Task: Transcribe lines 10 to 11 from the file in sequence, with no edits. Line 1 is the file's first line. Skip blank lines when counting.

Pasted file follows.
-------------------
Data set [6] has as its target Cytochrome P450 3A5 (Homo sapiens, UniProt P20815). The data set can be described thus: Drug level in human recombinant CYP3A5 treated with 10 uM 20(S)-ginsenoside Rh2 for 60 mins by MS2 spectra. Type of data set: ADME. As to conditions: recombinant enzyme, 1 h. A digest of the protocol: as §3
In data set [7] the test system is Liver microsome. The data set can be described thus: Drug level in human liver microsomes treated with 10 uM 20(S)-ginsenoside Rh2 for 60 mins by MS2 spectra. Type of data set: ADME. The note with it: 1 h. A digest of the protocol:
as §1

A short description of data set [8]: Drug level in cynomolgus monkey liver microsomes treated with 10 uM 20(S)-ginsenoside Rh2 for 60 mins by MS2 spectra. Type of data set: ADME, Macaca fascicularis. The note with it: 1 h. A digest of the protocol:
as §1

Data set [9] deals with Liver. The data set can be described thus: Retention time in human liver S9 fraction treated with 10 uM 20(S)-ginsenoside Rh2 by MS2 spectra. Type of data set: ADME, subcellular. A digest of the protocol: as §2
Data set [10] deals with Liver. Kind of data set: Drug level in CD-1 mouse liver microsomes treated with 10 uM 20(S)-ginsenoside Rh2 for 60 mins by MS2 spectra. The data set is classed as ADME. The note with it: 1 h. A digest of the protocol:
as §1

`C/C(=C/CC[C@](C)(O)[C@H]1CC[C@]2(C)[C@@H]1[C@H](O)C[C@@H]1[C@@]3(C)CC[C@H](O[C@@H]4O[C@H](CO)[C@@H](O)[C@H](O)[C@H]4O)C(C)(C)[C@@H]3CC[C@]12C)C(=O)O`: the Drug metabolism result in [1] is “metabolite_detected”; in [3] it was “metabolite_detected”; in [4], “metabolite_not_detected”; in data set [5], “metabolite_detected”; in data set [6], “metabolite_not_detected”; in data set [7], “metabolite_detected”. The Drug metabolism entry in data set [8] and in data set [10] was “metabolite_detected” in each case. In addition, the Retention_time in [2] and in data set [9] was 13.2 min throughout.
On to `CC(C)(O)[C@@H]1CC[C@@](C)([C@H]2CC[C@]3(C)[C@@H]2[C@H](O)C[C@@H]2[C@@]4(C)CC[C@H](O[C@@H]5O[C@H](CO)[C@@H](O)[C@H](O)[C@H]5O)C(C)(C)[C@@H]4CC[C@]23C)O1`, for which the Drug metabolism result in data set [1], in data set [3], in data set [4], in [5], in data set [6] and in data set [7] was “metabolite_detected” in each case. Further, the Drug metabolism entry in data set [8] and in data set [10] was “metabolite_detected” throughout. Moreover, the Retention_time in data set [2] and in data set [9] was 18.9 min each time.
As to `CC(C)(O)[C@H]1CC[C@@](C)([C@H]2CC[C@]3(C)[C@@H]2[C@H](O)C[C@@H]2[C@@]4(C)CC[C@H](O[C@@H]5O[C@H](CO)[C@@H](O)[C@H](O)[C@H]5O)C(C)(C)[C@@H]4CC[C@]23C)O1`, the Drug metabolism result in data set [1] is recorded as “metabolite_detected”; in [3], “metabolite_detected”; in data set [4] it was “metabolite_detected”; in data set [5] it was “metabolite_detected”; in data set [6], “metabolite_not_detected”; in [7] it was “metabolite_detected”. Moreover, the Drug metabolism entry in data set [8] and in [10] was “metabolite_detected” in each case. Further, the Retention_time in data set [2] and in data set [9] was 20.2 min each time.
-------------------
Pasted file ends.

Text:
On to `CC(C)(O)[C@@H]1CC[C@@](C)([C@H]2CC[C@]3(C)[C@@H]2[C@H](O)C[C@@H]2[C@@]4(C)CC[C@H](O[C@@H]5O[C@H](CO)[C@@H](O)[C@H](O)[C@H]5O)C(C)(C)[C@@H]4CC[C@]23C)O1`, for which the Drug metabolism result in data set [1], in data set [3], in data set [4], in [5], in data set [6] and in data set [7] was “metabolite_detected” in each case. Further, the Drug metabolism entry in data set [8] and in data set [10] was “metabolite_detected” throughout. Moreover, the Retention_time in data set [2] and in data set [9] was 18.9 min each time.
As to `CC(C)(O)[C@H]1CC[C@@](C)([C@H]2CC[C@]3(C)[C@@H]2[C@H](O)C[C@@H]2[C@@]4(C)CC[C@H](O[C@@H]5O[C@H](CO)[C@@H](O)[C@H](O)[C@H]5O)C(C)(C)[C@@H]4CC[C@]23C)O1`, the Drug metabolism result in data set [1] is recorded as “metabolite_detected”; in [3], “metabolite_detected”; in data set [4] it was “metabolite_detected”; in data set [5] it was “metabolite_detected”; in data set [6], “metabolite_not_detected”; in [7] it was “metabolite_detected”. Moreover, the Drug metabolism entry in data set [8] and in [10] was “metabolite_detected” in each case. Further, the Retention_time in data set [2] and in data set [9] was 20.2 min each time.